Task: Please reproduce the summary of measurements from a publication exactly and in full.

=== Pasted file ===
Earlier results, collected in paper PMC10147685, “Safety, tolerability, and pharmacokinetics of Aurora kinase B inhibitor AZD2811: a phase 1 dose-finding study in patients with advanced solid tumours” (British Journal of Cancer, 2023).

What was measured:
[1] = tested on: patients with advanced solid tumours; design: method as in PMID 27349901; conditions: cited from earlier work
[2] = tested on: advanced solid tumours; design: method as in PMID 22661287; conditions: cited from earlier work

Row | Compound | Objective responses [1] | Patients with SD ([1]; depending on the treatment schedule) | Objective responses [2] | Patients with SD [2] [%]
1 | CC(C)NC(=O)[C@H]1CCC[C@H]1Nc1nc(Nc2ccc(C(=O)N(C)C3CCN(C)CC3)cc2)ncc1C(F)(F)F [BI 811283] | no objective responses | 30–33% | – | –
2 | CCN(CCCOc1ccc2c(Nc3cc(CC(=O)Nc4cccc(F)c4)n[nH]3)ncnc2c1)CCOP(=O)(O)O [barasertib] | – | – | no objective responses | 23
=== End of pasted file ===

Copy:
Earlier results, collected in paper PMC10147685, “Safety, tolerability, and pharmacokinetics of Aurora kinase B inhibitor AZD2811: a phase 1 dose-finding study in patients with advanced solid tumours” (British Journal of Cancer, 2023).

What was measured:
[1] = tested on: patients with advanced solid tumours; design: method as in PMID 27349901; conditions: cited from earlier work
[2] = tested on: advanced solid tumours; design: method as in PMID 22661287; conditions: cited from earlier work

Row | Compound | Objective responses [1] | Patients with SD ([1]; depending on the treatment schedule) | Objective responses [2] | Patients with SD [2] [%]
1 | CC(C)NC(=O)[C@H]1CCC[C@H]1Nc1nc(Nc2ccc(C(=O)N(C)C3CCN(C)CC3)cc2)ncc1C(F)(F)F [BI 811283] | no objective responses | 30–33% | – | –
2 | CCN(CCCOc1ccc2c(Nc3cc(CC(=O)Nc4cccc(F)c4)n[nH]3)ncnc2c1)CCOP(=O)(O)O [barasertib] | – | – | no objective responses | 23